According to Ms. Feldman’s reporting, trust in the news media is being eroded by perceptions of inaccuracy and bias, fueled in part by Americans’ skepticism about what they read on social media.
Just 6 percent of people say they have a lot of confidence in the media, putting the news industry about equal to Congress and well below the public’s view of other institutions.
Feldman reported that in that presidential campaign year, Democrats were more likely to trust the news media than Republicans or independents.
The poll, wrote Feldman, shows that accuracy clearly is the most important component of trust.
Nearly 90 percent of Americans said it’s extremely or very important that the media get their facts correct, according to the study. About 4 in 10 say they can remember a specific incident that eroded their confidence in the media, most often one that dealt with accuracy or a perception that it was one-sided. (emphasis ours)
About 6 in 10 Americans watch, read, or hear news several times a day, as computers, smartphones and tablets make it easier for people to follow the news on an on-demand basis reported Ms. Feldman.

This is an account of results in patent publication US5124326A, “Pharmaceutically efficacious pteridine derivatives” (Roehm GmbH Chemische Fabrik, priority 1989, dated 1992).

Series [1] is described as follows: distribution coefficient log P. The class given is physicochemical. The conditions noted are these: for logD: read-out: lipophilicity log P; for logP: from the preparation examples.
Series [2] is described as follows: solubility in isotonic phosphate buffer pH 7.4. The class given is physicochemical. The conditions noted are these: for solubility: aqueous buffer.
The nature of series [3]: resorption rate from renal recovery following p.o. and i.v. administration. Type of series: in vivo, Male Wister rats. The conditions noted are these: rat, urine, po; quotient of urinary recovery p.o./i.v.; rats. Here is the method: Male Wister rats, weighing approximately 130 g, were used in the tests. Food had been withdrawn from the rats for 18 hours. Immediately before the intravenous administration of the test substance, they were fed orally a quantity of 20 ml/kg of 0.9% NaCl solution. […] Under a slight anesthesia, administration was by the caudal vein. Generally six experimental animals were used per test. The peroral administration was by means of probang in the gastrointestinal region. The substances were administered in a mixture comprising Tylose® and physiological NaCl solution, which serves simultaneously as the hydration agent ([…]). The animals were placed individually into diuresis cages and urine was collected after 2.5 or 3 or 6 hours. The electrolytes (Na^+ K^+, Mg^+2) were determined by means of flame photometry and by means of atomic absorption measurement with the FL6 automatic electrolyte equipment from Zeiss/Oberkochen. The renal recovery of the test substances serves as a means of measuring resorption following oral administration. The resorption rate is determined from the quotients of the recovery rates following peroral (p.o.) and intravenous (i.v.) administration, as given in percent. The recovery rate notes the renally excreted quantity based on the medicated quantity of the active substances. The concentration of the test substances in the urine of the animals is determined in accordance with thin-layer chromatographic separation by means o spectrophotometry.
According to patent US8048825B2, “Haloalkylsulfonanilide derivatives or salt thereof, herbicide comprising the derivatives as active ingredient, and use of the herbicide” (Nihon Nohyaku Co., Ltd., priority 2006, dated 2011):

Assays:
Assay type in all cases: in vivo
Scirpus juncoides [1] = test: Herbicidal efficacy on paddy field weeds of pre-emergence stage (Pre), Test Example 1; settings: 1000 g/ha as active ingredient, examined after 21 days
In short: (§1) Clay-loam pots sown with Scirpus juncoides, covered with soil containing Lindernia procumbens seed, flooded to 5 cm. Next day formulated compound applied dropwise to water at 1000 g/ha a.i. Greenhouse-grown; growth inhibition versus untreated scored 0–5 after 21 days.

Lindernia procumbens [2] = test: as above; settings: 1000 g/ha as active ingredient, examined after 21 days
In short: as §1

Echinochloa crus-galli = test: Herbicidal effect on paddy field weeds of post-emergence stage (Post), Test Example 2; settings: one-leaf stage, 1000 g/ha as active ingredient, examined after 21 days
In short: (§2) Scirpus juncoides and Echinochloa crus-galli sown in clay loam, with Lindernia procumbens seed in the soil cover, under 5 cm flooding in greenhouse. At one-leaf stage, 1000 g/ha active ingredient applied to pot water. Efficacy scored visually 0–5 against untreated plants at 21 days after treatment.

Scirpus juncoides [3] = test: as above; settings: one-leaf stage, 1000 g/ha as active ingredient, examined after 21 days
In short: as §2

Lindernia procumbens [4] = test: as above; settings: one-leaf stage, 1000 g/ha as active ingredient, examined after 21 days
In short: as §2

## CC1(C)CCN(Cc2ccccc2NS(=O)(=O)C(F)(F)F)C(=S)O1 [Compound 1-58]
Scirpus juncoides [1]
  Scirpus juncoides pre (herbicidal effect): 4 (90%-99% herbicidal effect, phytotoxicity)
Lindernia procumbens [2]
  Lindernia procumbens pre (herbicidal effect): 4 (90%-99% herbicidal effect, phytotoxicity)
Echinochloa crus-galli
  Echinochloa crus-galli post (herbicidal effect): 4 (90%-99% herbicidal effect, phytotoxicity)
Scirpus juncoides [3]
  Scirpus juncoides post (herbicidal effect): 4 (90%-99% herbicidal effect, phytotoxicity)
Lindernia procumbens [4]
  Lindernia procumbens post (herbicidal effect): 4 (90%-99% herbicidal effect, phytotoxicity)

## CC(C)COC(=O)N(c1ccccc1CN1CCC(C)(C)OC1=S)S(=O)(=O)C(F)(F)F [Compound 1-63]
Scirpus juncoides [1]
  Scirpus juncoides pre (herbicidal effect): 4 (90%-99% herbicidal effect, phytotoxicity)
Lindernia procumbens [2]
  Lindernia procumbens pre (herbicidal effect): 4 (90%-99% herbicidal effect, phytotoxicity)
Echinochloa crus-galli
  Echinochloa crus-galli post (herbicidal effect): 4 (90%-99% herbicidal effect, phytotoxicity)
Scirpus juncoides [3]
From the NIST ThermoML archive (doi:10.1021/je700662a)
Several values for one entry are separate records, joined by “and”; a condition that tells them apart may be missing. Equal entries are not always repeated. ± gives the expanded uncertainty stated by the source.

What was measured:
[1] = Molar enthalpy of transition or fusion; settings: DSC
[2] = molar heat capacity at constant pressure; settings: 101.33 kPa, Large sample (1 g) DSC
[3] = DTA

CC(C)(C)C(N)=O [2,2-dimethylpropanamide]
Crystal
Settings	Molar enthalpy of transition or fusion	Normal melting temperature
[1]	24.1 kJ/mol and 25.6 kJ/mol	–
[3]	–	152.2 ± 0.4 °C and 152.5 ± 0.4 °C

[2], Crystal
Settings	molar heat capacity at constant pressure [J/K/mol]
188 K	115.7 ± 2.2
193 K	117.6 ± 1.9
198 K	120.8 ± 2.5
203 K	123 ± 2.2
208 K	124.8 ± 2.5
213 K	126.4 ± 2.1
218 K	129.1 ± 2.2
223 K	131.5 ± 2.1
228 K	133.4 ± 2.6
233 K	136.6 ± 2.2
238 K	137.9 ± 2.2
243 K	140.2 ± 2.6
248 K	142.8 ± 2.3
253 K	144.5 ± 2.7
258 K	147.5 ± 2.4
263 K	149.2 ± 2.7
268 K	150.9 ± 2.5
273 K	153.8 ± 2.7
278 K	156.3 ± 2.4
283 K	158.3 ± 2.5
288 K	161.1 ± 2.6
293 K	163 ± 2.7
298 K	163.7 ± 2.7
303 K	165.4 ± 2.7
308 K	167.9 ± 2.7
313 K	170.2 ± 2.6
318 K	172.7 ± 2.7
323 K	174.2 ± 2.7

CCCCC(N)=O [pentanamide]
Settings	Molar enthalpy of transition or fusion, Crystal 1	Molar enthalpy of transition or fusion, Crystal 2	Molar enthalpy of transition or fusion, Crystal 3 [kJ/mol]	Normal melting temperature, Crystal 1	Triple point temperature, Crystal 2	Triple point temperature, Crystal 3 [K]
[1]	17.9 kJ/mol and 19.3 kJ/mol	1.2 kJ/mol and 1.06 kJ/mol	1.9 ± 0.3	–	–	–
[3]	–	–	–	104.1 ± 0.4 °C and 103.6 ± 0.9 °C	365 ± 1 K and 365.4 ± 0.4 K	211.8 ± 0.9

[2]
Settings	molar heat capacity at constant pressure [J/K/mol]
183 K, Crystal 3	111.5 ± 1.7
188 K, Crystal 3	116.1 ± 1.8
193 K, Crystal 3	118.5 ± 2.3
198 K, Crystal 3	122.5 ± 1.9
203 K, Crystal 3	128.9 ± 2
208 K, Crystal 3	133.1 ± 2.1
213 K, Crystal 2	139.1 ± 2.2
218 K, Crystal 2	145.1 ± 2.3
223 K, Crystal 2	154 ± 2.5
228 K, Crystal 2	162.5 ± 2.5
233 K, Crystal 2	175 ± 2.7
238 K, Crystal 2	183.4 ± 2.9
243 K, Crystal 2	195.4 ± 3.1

A majority of people get news from social media, most frequently by far from Facebook. “Facebook is the place where everyone is, and so you’re not necessarily looking for news, but you’re getting it,” said Tom Rosenstiel, executive director of the American Press Institute.
Yet only 12 percent of those who use Facebook say they have a lot of trust in the news and information they see on the site reported Ms. Feldman.
Twitter attracts smaller numbers for news than Facebook, and about 18 percent have a good deal of trust in what they read there wrote Feldman, and there was also viewer skepticism of other social media sites.
A few months later, in September of 2016, the Gallup Organization published its own study of media perception, and it found an even more precipitous decline.
Gallup’s Art Swift reported the survey found Americans’ trust and confidence in the mass media “to report the news fully, accurately and fairly” had dropped to its lowest level in Gallup polling history, with 32 percent saying they have a great deal or fair amount of trust in the media. This was down eight percentage points from the previous year.
Just 14 percent of Republicans expressed trust in the media, down from 32 percent the previous year reported Swift.